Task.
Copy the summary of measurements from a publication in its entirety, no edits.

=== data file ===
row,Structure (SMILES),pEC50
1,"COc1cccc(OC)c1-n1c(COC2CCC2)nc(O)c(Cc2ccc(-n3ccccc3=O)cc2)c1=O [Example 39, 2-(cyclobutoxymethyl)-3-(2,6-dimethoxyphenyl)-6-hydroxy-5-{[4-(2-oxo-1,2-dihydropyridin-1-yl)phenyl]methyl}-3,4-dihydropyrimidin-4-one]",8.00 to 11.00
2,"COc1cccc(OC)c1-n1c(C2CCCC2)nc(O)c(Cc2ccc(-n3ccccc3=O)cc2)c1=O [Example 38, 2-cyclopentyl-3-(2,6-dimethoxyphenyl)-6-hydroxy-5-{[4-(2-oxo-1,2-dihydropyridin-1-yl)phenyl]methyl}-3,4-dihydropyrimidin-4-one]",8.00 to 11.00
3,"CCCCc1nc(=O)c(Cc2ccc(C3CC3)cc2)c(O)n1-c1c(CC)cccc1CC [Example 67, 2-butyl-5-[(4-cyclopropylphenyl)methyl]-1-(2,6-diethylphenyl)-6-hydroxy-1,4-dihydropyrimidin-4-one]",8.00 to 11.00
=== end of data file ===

row,Structure (SMILES),pEC50
1,"COc1cccc(OC)c1-n1c(COC2CCC2)nc(O)c(Cc2ccc(-n3ccccc3=O)cc2)c1=O [Example 39, 2-(cyclobutoxymethyl)-3-(2,6-dimethoxyphenyl)-6-hydroxy-5-{[4-(2-oxo-1,2-dihydropyridin-1-yl)phenyl]methyl}-3,4-dihydropyrimidin-4-one]",8.00 to 11.00
2,"COc1cccc(OC)c1-n1c(C2CCCC2)nc(O)c(Cc2ccc(-n3ccccc3=O)cc2)c1=O [Example 38, 2-cyclopentyl-3-(2,6-dimethoxyphenyl)-6-hydroxy-5-{[4-(2-oxo-1,2-dihydropyridin-1-yl)phenyl]methyl}-3,4-dihydropyrimidin-4-one]",8.00 to 11.00
3,"CCCCc1nc(=O)c(Cc2ccc(C3CC3)cc2)c(O)n1-c1c(CC)cccc1CC [Example 67, 2-butyl-5-[(4-cyclopropylphenyl)methyl]-1-(2,6-diethylphenyl)-6-hydroxy-1,4-dihydropyrimidin-4-one]",8.00 to 11.00